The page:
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Of talls and smalls

Grundy slots one on the run Grundy puts on the afterburners to slot a fantastic goal on the run.
Will Hoskin-Elliott kicked three goals in the final quarter.

1. Richmond has found a winning style
While their round one win against Carlton needed to be taken with caution, Thursday night's result showed there is reason to be excited about the Tigers this season after starting 2-0 for just the second time in seven years. The Tigers had a fresh look in round one, with a small and quick forward line that forced turnovers and converted them into scores. After an AFL-high 88 tackles in the opening week, the tackle count was much lower on Thursday night (56) but it was a different game. There was still significant forward pressure, and it was no more evident than when captain Trent Cotchin desperately lunged for Tom Phillips for a goal-saving tackle in the last five minutes. "That's something we can control, the opposition can't take that away from us," coach Damien Hardwick said of the tackling focus pre-game. It looks like a winning style.

2. The Magpies forward issues are real
Collingwood is 0-2 for the first time under coach Nathan Buckley and the forward line needs attention. The three-pronged tall forward line didn't work in round one, with Jesse White, Mason Cox and Darcy Moore combining for just one goal. Cox paid the price at selection but it wasn't a quick fix, with the Magpies again struggling on Thursday night. Alex Fasolo shaped as the most dangerous forward, having kicked 3.3 in round one, but he was blanketed superbly by Dylan Grimes and kicked 0.3. White booted two, but the goals came from the midfield, with Will Hoskin-Elliott (three) and Adam Treloar (two) their most dangerous going forward. Young tall Darcy Moore worked hard on Alex Rance but finished with just one goal.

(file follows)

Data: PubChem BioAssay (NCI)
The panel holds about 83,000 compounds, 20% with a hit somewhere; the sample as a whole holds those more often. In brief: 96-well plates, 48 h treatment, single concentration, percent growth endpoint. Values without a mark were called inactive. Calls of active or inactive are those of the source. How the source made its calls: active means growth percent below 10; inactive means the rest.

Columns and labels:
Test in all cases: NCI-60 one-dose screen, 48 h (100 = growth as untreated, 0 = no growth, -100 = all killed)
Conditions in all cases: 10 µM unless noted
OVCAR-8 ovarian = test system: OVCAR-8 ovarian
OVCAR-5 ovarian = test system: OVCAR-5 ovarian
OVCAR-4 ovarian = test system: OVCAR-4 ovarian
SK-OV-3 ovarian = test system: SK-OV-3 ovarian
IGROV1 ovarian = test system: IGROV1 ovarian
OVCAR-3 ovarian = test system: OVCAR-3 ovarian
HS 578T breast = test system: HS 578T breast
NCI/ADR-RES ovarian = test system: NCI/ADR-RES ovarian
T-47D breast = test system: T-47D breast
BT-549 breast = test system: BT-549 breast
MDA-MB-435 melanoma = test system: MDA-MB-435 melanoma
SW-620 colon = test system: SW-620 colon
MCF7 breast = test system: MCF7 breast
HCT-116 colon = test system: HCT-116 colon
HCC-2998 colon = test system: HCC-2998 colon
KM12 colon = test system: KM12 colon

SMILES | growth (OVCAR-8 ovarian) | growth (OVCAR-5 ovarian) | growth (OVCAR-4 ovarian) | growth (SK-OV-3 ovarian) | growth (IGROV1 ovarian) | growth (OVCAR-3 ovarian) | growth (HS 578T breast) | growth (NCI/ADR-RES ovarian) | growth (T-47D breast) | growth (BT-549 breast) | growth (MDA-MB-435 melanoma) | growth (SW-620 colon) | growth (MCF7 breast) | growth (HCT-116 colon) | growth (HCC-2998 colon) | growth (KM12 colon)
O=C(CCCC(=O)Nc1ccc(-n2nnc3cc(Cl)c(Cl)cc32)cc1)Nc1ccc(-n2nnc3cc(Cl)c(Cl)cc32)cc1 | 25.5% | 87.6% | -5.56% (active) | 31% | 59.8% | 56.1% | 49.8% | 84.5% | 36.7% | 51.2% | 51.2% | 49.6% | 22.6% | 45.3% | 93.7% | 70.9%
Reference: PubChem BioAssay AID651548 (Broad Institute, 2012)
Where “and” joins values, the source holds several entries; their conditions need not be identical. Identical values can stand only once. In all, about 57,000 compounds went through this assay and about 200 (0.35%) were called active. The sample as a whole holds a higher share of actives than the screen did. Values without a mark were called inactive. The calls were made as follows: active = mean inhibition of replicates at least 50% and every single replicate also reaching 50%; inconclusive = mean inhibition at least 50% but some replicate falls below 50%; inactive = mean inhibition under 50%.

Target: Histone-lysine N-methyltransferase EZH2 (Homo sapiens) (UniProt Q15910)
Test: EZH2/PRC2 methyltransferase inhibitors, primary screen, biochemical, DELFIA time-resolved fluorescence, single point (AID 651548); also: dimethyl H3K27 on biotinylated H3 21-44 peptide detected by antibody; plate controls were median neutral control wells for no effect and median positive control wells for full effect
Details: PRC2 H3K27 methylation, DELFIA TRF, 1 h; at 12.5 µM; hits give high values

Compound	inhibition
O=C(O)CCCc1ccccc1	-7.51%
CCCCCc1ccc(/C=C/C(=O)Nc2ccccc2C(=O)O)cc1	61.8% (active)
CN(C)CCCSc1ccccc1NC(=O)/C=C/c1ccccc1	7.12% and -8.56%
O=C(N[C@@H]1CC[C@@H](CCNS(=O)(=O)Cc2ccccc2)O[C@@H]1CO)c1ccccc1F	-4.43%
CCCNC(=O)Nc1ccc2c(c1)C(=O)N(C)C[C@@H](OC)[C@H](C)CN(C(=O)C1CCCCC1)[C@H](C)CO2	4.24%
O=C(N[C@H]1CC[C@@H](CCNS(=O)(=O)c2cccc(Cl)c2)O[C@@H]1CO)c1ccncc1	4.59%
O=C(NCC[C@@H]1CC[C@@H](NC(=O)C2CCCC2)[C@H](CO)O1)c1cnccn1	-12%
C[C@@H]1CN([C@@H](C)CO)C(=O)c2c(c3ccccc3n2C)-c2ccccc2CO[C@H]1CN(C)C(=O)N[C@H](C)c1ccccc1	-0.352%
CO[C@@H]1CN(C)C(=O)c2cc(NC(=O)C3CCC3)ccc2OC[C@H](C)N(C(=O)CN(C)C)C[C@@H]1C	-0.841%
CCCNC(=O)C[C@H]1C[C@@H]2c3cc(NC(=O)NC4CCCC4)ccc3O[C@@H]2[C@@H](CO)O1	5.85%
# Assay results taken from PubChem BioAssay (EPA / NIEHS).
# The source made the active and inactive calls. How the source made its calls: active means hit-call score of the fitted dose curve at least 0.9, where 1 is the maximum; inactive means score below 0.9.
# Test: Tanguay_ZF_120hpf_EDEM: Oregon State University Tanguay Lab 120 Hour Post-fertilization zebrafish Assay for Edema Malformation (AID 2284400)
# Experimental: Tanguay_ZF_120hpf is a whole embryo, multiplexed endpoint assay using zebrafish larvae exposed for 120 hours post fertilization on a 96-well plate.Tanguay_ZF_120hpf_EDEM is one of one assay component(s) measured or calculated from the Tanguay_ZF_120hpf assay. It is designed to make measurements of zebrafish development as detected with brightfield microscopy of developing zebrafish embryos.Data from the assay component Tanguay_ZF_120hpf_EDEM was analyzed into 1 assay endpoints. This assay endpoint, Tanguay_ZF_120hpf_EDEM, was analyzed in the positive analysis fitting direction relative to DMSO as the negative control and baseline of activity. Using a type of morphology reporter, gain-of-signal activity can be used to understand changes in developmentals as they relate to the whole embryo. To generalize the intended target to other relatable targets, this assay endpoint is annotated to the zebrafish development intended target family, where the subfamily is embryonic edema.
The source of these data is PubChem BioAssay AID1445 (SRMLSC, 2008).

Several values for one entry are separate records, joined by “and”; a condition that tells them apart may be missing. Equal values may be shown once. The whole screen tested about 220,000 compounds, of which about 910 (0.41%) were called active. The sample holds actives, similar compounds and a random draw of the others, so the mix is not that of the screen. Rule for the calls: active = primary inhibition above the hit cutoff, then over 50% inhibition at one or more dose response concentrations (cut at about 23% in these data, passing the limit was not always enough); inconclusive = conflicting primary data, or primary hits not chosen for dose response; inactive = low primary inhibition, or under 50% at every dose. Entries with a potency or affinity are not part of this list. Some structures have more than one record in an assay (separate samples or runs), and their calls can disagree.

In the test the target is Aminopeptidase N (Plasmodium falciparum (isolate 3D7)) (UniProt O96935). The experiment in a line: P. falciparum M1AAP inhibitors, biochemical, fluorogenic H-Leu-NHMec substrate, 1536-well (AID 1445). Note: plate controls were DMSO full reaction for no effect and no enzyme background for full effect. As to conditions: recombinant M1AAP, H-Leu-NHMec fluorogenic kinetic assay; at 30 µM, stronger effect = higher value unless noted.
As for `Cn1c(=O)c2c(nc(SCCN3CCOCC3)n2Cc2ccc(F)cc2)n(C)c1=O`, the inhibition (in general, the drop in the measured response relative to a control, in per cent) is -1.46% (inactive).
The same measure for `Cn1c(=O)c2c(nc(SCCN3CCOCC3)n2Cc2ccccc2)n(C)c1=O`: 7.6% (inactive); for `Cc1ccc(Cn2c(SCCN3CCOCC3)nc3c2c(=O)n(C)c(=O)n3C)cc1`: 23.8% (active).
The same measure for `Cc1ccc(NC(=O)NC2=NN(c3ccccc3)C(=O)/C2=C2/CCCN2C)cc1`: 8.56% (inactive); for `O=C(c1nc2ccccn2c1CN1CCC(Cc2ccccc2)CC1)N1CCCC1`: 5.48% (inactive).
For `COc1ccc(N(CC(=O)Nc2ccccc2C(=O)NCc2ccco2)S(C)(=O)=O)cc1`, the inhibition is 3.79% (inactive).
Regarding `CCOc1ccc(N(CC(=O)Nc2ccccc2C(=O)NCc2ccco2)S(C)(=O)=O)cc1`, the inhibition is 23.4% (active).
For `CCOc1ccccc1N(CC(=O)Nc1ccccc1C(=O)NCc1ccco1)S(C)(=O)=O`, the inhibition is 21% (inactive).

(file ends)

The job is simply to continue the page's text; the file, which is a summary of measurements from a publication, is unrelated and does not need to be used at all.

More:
3. Take me where the action is
It's no secret that Richmond's midfield recruiting was designed in part to let Dustin Martin spend more time forward, but at what cost? Martin is clearly in magnificent touch right now, and we saw glimpses on Thursday night. But we also saw him spending long periods anchored as the deepest forward missing out on opportunities to impact the match. In the third quarter he appeared frustrated as players missed opportunities to kick long to him in one-out contests. He had just three possessions and one mark for the quarter, with a head injury to Ben Griffiths seemingly playing a role in his deployment forward for longer periods. He was finally rewarded with two important goals in the fourth term and finished with 25 possessions.

4. Ben Lennon gets his chance
For a player who arrived at Punt Road Oval with high hopes as a No.12 draft pick, Ben Lennon has not made his mark in three full seasons. His fourth year shapes as a career-defining one and Thursday night was a step in the right direction. His moment to step up came late in the third quarter. The Tigers had their tails up but they needed someone to seize the moment when Lennon cleverly intercepted Tyson Goldsack's kick in. He lined up from 48m and converted, giving Richmond the lead for the first time since early in the second quarter. It was a turning point in the match and has the potential to spark Lennon's season, with the 21-year-old finishing with one goal (could have been two but he failed to get a toe on the ball as Bachar Houli's long shot dribbled through) and three score assists.

5. Shortcomings on show
While the game came alive in the second half, the first two quarters were a cause for concern for both teams, especially as they set finals as their expectation in 2017. They will both be hoping the third-rate skills on show were an aberration. For Richmond, it was their ball-use through the middle of the ground, racking up 45 turnovers to Collingwood's 36. The Magpies held on to the ball much better, but they could not convert when they went forward, kicking five straight behinds in the second term before kicking two late goals. Even reliable and skilled midfielders Scott Pendlebury and Adam Treloar were shanking gettable shots on goal, robbing the Pies of what should have been a sizeable half-time lead.